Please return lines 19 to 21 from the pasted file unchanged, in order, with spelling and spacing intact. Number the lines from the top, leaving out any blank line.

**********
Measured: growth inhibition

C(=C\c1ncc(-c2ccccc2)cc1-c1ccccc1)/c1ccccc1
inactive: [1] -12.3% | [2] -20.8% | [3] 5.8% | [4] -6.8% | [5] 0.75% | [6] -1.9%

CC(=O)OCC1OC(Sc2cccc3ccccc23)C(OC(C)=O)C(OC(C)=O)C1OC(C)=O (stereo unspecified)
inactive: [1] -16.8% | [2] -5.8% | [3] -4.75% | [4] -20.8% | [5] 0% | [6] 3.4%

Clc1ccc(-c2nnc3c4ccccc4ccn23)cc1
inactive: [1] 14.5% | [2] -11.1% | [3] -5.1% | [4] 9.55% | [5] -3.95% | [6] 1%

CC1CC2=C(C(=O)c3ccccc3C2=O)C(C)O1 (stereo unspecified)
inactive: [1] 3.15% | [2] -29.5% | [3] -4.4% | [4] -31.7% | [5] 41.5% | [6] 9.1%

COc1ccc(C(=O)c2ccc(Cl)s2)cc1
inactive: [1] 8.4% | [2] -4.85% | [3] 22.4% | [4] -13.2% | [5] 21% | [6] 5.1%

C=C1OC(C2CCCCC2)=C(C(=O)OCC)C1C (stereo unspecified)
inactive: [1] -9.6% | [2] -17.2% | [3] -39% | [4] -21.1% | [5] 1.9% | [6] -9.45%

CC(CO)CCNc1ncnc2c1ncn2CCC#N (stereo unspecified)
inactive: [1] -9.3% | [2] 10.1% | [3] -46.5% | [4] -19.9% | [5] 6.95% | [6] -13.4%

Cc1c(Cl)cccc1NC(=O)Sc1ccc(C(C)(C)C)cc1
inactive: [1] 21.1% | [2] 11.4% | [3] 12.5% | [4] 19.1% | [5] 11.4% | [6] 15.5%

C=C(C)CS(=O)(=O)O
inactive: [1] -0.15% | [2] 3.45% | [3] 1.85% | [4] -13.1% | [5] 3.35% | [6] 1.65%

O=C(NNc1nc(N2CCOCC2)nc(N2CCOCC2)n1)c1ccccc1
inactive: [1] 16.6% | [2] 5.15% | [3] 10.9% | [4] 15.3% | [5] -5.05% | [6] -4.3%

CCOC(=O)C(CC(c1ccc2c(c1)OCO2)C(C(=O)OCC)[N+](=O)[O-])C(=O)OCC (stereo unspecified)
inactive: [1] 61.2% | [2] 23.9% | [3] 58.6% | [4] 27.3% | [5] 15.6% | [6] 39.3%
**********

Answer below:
inactive: [1] -0.15% | [2] 3.45% | [3] 1.85% | [4] -13.1% | [5] 3.35% | [6] 1.65%

O=C(NNc1nc(N2CCOCC2)nc(N2CCOCC2)n1)c1ccccc1
inactive: [1] 16.6% | [2] 5.15% | [3] 10.9% | [4] 15.3% | [5] -5.05% | [6] -4.3%